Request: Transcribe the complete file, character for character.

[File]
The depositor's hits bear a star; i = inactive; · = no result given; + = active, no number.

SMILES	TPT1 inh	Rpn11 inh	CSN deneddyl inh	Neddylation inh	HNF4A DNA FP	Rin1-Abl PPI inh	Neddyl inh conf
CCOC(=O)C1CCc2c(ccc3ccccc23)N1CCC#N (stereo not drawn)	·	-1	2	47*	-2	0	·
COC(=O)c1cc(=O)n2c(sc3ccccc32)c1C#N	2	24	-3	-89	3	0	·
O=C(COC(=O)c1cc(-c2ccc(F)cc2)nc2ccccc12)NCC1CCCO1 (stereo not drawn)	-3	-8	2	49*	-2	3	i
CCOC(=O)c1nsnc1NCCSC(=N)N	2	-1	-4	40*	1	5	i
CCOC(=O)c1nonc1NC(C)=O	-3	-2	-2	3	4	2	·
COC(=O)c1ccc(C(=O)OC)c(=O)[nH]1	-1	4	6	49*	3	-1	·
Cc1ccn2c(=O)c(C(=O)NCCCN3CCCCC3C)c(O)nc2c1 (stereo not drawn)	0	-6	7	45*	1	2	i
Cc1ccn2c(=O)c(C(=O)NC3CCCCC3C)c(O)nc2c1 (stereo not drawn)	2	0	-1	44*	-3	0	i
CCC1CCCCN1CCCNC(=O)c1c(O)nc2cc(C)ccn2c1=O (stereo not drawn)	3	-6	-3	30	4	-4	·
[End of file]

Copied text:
The depositor's hits bear a star; i = inactive; · = no result given; + = active, no number.

SMILES	TPT1 inh	Rpn11 inh	CSN deneddyl inh	Neddylation inh	HNF4A DNA FP	Rin1-Abl PPI inh	Neddyl inh conf
CCOC(=O)C1CCc2c(ccc3ccccc23)N1CCC#N (stereo not drawn)	·	-1	2	47*	-2	0	·
COC(=O)c1cc(=O)n2c(sc3ccccc32)c1C#N	2	24	-3	-89	3	0	·
O=C(COC(=O)c1cc(-c2ccc(F)cc2)nc2ccccc12)NCC1CCCO1 (stereo not drawn)	-3	-8	2	49*	-2	3	i
CCOC(=O)c1nsnc1NCCSC(=N)N	2	-1	-4	40*	1	5	i
CCOC(=O)c1nonc1NC(C)=O	-3	-2	-2	3	4	2	·
COC(=O)c1ccc(C(=O)OC)c(=O)[nH]1	-1	4	6	49*	3	-1	·
Cc1ccn2c(=O)c(C(=O)NCCCN3CCCCC3C)c(O)nc2c1 (stereo not drawn)	0	-6	7	45*	1	2	i
Cc1ccn2c(=O)c(C(=O)NC3CCCCC3C)c(O)nc2c1 (stereo not drawn)	2	0	-1	44*	-3	0	i
CCC1CCCCN1CCCNC(=O)c1c(O)nc2cc(C)ccn2c1=O (stereo not drawn)	3	-6	-3	30	4	-4	·